Panelists offered specific examples of the child care shortage.

Kathleen Floberg told the group “I experienced firsthand the struggles living in this community and having a small child.”

“I couldn’t find child care so I quit a full-time job with benefits that I loved to open a day care,” said Floberg. “Because that was the only way that my kid could get day care. My wait list for kiddos under five is kind of a joke. It’s really sad how many families are waiting.”

Floberg has joined the Happy Days project and said that despite the demand for child care, “it’s hard to retain people to work in child care and a concern I will have as director so we can serve those 46 spots we will have room for at the center.”

Pace voiced similar concerns and said multiple issues are converging to pose challenges, ranging from child care access to jobs and housing and aging facilities.

“You need all of these pieces to come together at the same time and there’s a lot,” said Pace. “We’re investing all of this time and energy to get this child care going, but what if we have no one to work? All of these pieces need to come together at the same time otherwise I feel five years down the road we’ll be at the same spot.”

Panelists outlined other issues.

Joe Hiller spoke of the city of Ely’s continued obstacles in advancing a market rate housing project.

Efforts to convince a developer to take on the project have been unsuccessful, and the city of Ely’s bid to do the project itself faces its own hurdles - namely that access to a state funding program requires a private developer.

Oelke joked that she had a “whole laundry list” of issues facing the school district, including small enrollments that limit the district’s offerings.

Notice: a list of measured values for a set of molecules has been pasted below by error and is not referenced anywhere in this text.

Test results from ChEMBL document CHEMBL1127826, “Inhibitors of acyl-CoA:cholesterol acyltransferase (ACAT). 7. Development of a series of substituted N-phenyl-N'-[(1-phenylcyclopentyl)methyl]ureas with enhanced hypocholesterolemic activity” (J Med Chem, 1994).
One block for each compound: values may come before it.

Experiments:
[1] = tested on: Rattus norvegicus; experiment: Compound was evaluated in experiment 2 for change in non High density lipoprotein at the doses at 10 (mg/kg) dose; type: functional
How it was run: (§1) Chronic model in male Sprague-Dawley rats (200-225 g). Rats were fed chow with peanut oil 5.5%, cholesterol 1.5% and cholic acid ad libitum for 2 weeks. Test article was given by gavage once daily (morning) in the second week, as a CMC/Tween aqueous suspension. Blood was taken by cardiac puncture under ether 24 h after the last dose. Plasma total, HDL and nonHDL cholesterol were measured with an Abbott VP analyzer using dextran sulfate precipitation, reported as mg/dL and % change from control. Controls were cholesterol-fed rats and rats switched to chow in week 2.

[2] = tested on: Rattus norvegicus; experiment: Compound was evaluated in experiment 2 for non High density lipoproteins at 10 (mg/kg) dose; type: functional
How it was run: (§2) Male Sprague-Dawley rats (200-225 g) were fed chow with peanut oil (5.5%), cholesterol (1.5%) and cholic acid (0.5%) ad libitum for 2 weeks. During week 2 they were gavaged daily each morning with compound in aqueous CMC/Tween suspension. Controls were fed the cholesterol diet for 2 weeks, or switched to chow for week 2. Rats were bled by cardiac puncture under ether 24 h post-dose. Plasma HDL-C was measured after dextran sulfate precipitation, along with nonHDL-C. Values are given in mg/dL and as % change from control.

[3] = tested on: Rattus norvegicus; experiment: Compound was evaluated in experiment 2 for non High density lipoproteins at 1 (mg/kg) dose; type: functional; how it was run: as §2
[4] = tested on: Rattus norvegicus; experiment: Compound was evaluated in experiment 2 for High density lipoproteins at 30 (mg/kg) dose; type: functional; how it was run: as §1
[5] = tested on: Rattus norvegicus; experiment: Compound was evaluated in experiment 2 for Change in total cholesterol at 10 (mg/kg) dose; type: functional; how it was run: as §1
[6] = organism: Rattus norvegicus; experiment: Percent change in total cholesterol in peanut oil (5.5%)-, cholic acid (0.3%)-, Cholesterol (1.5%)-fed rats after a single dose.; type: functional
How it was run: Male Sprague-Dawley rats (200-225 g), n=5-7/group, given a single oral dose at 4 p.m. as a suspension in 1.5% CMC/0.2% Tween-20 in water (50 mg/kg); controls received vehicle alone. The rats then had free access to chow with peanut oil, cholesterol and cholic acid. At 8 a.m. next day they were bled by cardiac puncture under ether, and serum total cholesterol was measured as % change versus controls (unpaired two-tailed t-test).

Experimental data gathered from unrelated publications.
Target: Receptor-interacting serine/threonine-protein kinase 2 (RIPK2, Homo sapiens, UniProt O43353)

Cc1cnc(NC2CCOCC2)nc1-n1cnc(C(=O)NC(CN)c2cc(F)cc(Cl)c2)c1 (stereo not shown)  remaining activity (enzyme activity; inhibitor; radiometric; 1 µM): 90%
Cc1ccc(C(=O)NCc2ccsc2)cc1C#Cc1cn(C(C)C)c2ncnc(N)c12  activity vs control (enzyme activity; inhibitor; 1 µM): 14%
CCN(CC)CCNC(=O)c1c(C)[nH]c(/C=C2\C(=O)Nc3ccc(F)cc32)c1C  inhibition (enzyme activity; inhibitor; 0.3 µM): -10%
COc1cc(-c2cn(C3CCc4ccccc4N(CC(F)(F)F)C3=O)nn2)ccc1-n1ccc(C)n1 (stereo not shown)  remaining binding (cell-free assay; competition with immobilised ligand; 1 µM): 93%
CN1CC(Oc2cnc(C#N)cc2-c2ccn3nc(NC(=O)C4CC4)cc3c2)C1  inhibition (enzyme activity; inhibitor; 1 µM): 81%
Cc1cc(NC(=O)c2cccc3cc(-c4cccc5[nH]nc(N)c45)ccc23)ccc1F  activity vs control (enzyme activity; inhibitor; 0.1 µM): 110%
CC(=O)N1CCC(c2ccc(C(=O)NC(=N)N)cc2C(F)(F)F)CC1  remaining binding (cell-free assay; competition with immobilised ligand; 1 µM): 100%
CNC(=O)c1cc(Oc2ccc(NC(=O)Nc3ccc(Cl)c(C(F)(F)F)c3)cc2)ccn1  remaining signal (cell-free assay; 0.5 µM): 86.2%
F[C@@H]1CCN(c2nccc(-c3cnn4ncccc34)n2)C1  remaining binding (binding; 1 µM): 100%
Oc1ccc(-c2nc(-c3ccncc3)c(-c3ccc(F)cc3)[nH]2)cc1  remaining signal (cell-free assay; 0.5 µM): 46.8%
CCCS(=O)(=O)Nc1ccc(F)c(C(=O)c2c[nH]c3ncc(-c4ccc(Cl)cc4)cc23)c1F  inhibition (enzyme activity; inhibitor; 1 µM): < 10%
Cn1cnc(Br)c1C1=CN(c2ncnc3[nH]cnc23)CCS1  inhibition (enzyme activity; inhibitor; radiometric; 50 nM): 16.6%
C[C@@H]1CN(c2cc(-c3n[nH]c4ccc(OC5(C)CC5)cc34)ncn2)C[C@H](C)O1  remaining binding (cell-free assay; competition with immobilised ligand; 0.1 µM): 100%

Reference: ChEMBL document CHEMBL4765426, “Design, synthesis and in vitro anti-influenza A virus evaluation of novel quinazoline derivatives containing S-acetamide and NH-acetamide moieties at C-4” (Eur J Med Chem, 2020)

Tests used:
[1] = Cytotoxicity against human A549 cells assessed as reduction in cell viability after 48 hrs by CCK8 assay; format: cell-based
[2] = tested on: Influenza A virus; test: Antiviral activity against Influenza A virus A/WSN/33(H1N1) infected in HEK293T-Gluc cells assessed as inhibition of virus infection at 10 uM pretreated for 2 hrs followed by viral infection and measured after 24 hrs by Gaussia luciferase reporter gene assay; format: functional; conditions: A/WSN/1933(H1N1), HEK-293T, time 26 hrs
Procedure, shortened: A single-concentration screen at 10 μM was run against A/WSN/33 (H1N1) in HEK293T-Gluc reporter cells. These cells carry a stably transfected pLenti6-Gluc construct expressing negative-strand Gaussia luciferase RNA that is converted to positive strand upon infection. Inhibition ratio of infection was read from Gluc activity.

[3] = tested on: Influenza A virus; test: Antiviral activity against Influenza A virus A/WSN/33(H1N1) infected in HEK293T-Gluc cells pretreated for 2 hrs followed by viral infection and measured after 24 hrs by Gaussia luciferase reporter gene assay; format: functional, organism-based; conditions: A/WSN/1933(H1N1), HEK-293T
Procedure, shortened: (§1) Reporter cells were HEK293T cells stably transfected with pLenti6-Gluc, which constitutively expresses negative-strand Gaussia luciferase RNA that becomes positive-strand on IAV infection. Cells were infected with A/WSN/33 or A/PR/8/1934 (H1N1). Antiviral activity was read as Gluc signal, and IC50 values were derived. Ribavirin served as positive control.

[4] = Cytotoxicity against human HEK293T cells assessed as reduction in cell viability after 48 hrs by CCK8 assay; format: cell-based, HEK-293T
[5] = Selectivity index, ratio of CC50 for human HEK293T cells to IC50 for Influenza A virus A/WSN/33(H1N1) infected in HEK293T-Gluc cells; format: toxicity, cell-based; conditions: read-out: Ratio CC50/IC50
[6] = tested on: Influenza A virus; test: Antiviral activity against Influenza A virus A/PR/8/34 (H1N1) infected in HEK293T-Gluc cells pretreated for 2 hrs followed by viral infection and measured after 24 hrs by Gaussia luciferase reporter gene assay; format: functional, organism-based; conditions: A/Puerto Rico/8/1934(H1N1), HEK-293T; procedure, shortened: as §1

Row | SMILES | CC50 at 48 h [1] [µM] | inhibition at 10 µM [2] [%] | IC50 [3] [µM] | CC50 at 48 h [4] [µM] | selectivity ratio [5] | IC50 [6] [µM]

She also noted that recent successful referendum elections “were exponentially metro-based” and that it’s far more difficult to pass referendums in rural areas because of smaller tax bases.

She added that Ely’s recent $20 million-plus improvement project “could not have gotten done without the support of the IRRRB.”

Addressing the child care issue, Oelke said that the Ely district may face a transportation dilemma - needing funds to transport preschool children to a child care center at midday.

Vermilion’s Chris Koivisto said many of the region’s challenges circle back to a lack of living wage jobs.

“The cost of housing is high and the jobs in this area are not always that high paying,” said Koivisto.

Coombe said area lawmakers have done a good job prioritizing infrastructure projects and said that will be pivotal to Ely’s efforts to move forward.

“You need good facilities to attract people,” said Coombe.

Discussion also touched on prenatal and postpartum care for expectant mothers.

Hauschild said he was using the meetings in Ely and elsewhere to develop strategies and priorities for the 2024 legislative session.

“What I’m hearing and I think it’s pretty apparent from other conversations as well is that child care and houisng and mental health are some of the biggest challenges we face,” said Hauschild.

He also reiterated his support for a bonding bill and continued investments in local facilities.

Hauschild represents the largest and most rural district in the state, and he said it’s critical that he focus his outreach and policy work to be most effective for northeastern Minnesota.

The other four priority areas identified by Hauschild are Safe Communities, Outdoor Heritage, Innovative Economy, and A State that Works.  

The fourth roundtable, Outdoor Heritage - Investing in the Northland’s Outdoors, will take place in December on a date and time yet to be determined.

In January, Hauschild plans the fifth roundtable - Innovative Economies - Diversifying the Northland Economy.

Hauschild says the initiative “empowers constituents to have their voices heard and to impact policy goals for our region.”